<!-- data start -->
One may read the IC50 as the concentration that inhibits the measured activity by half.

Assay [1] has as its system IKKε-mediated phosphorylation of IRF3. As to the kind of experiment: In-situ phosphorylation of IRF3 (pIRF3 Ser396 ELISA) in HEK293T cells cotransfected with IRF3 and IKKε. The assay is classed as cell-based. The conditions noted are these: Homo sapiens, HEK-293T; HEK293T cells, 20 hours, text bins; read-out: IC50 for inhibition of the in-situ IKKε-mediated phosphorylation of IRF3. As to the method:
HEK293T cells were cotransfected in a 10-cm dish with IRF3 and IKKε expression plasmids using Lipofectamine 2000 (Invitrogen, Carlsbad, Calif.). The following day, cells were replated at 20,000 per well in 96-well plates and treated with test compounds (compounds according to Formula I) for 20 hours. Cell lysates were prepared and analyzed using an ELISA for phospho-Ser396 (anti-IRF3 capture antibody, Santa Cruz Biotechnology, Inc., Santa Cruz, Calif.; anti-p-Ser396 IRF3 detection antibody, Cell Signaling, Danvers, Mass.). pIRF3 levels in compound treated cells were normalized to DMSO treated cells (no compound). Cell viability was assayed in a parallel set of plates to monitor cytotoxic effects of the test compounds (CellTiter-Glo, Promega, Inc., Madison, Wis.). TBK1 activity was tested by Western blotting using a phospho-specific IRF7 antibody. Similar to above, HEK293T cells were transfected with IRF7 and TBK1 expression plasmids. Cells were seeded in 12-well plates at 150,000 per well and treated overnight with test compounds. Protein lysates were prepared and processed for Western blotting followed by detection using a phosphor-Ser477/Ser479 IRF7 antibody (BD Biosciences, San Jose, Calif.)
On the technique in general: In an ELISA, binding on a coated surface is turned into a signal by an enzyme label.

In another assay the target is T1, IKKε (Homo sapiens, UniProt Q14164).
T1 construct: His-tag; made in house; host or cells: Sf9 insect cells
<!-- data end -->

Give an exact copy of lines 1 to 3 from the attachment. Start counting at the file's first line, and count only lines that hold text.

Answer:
One may read the IC50 as the concentration that inhibits the measured activity by half.

Assay [1] has as its system IKKε-mediated phosphorylation of IRF3. As to the kind of experiment: In-situ phosphorylation of IRF3 (pIRF3 Ser396 ELISA) in HEK293T cells cotransfected with IRF3 and IKKε. The assay is classed as cell-based. The conditions noted are these: Homo sapiens, HEK-293T; HEK293T cells, 20 hours, text bins; read-out: IC50 for inhibition of the in-situ IKKε-mediated phosphorylation of IRF3. As to the method:
HEK293T cells were cotransfected in a 10-cm dish with IRF3 and IKKε expression plasmids using Lipofectamine 2000 (Invitrogen, Carlsbad, Calif.). The following day, cells were replated at 20,000 per well in 96-well plates and treated with test compounds (compounds according to Formula I) for 20 hours. Cell lysates were prepared and analyzed using an ELISA for phospho-Ser396 (anti-IRF3 capture antibody, Santa Cruz Biotechnology, Inc., Santa Cruz, Calif.; anti-p-Ser396 IRF3 detection antibody, Cell Signaling, Danvers, Mass.). pIRF3 levels in compound treated cells were normalized to DMSO treated cells (no compound). Cell viability was assayed in a parallel set of plates to monitor cytotoxic effects of the test compounds (CellTiter-Glo, Promega, Inc., Madison, Wis.). TBK1 activity was tested by Western blotting using a phospho-specific IRF7 antibody. Similar to above, HEK293T cells were transfected with IRF7 and TBK1 expression plasmids. Cells were seeded in 12-well plates at 150,000 per well and treated overnight with test compounds. Protein lysates were prepared and processed for Western blotting followed by detection using a phosphor-Ser477/Ser479 IRF7 antibody (BD Biosciences, San Jose, Calif.)